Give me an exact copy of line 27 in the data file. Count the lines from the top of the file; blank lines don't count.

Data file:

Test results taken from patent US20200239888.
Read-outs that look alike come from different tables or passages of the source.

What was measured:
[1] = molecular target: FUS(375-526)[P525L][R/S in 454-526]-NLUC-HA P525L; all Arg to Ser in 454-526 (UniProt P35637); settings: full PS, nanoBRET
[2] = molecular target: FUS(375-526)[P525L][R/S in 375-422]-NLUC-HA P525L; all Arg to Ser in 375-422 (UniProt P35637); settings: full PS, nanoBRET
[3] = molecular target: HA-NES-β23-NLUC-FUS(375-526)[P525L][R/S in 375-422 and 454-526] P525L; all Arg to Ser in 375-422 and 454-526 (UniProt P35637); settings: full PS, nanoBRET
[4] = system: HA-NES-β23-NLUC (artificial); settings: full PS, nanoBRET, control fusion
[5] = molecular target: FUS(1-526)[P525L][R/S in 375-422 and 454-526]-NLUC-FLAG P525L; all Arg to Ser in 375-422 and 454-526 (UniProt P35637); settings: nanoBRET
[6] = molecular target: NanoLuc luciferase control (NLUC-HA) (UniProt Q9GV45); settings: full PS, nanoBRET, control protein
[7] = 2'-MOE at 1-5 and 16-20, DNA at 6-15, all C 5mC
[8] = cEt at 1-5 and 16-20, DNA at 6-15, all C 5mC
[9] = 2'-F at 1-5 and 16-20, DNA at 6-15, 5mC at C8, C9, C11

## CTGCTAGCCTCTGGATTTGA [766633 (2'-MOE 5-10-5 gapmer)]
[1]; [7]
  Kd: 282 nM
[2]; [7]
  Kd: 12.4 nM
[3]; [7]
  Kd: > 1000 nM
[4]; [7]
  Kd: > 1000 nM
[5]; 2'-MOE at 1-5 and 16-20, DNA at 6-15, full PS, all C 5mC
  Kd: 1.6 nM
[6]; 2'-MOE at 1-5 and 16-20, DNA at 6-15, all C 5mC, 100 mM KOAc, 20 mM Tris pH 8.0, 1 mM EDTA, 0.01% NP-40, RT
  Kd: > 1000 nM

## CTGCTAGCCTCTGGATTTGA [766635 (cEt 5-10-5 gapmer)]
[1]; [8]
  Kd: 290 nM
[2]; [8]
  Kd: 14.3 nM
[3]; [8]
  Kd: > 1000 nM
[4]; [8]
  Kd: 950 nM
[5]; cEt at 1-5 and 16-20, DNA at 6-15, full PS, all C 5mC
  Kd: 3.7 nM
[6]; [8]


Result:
[1]; [8]